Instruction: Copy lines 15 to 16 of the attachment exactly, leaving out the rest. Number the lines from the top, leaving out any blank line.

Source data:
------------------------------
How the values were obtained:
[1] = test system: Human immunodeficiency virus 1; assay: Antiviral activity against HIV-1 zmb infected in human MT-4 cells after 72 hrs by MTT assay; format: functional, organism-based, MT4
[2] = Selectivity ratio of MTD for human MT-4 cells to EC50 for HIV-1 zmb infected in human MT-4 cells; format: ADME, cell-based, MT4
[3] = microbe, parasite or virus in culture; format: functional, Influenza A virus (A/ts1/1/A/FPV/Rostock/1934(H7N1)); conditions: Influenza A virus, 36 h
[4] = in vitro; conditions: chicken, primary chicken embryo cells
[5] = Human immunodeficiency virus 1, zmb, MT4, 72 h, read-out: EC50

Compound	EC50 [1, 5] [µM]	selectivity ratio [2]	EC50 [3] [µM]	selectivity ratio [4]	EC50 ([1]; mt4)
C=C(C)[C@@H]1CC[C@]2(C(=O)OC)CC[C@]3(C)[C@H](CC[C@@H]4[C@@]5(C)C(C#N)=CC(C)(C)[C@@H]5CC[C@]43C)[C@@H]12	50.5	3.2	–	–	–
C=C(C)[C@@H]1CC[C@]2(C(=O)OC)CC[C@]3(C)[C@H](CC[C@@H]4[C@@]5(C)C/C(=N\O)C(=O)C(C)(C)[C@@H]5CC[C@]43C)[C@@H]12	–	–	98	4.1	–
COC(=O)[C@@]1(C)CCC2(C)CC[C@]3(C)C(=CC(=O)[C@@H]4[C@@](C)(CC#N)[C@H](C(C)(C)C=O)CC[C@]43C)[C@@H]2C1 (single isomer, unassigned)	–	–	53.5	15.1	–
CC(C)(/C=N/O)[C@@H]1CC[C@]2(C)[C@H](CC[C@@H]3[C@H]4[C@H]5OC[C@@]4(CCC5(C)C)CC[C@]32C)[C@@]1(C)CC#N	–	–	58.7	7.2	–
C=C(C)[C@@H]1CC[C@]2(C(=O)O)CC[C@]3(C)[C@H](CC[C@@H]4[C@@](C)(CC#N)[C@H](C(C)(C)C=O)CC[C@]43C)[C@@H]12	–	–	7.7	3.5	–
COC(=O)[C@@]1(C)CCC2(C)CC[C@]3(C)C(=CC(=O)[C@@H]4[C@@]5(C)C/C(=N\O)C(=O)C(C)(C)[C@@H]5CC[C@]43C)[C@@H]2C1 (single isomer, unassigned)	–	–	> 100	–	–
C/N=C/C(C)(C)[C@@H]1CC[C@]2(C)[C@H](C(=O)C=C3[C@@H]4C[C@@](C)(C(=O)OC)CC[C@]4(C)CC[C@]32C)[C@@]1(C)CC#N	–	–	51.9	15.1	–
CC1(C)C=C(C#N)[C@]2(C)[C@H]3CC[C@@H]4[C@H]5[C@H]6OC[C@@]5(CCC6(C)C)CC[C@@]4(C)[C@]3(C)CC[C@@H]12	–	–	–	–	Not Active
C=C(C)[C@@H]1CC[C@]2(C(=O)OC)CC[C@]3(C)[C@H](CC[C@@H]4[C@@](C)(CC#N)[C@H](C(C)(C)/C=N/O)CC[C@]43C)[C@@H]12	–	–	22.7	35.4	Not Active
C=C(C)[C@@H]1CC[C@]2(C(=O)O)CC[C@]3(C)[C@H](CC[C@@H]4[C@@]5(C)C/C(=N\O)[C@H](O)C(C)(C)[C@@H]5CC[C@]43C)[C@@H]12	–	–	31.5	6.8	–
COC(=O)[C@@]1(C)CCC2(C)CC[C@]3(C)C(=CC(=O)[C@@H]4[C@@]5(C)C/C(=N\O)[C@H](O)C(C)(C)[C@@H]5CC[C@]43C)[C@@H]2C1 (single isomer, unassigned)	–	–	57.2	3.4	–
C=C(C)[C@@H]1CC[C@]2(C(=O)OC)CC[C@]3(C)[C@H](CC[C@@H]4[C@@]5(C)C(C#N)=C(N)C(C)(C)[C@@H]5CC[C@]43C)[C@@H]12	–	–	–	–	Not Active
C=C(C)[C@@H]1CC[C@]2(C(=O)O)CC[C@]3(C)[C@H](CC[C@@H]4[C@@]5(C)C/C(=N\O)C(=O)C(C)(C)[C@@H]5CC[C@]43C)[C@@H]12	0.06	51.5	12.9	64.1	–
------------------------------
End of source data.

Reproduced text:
CC1(C)C=C(C#N)[C@]2(C)[C@H]3CC[C@@H]4[C@H]5[C@H]6OC[C@@]5(CCC6(C)C)CC[C@@]4(C)[C@]3(C)CC[C@@H]12	–	–	–	–	Not Active
C=C(C)[C@@H]1CC[C@]2(C(=O)OC)CC[C@]3(C)[C@H](CC[C@@H]4[C@@](C)(CC#N)[C@H](C(C)(C)/C=N/O)CC[C@]43C)[C@@H]12	–	–	22.7	35.4	Not Active